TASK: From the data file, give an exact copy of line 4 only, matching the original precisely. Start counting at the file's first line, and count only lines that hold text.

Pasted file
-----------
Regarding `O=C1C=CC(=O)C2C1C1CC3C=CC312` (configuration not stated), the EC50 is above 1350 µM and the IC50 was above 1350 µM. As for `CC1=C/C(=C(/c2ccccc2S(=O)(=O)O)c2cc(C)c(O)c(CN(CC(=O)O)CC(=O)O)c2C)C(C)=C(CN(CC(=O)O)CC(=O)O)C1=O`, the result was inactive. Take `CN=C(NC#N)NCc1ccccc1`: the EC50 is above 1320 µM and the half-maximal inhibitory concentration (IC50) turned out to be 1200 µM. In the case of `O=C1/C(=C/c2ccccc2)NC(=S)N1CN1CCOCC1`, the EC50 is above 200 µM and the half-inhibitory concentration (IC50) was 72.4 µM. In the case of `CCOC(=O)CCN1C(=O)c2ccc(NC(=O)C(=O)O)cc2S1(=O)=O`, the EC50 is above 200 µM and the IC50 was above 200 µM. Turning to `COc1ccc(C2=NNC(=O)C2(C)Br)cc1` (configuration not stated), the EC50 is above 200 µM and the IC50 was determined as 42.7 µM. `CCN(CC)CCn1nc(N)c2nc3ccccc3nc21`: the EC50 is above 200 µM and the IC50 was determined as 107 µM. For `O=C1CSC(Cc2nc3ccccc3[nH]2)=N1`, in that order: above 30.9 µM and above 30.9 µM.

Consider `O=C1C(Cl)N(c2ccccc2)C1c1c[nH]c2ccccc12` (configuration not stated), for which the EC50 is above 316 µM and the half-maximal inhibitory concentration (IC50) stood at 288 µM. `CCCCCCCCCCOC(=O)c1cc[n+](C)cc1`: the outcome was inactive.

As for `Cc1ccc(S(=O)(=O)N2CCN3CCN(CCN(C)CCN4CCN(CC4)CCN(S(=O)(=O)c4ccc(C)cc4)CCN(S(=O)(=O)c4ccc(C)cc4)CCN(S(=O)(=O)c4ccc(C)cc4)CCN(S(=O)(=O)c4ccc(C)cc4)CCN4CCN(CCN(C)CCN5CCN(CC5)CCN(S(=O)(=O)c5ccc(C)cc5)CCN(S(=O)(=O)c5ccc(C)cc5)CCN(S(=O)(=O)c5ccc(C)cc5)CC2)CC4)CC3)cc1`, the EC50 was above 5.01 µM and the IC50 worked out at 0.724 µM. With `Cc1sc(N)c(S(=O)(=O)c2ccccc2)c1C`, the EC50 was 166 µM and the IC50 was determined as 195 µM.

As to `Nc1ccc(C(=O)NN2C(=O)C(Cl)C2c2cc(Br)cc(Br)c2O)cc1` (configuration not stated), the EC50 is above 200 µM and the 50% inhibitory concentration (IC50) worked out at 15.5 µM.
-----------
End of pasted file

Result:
As to `Nc1ccc(C(=O)NN2C(=O)C(Cl)C2c2cc(Br)cc(Br)c2O)cc1` (configuration not stated), the EC50 is above 200 µM and the 50% inhibitory concentration (IC50) worked out at 15.5 µM.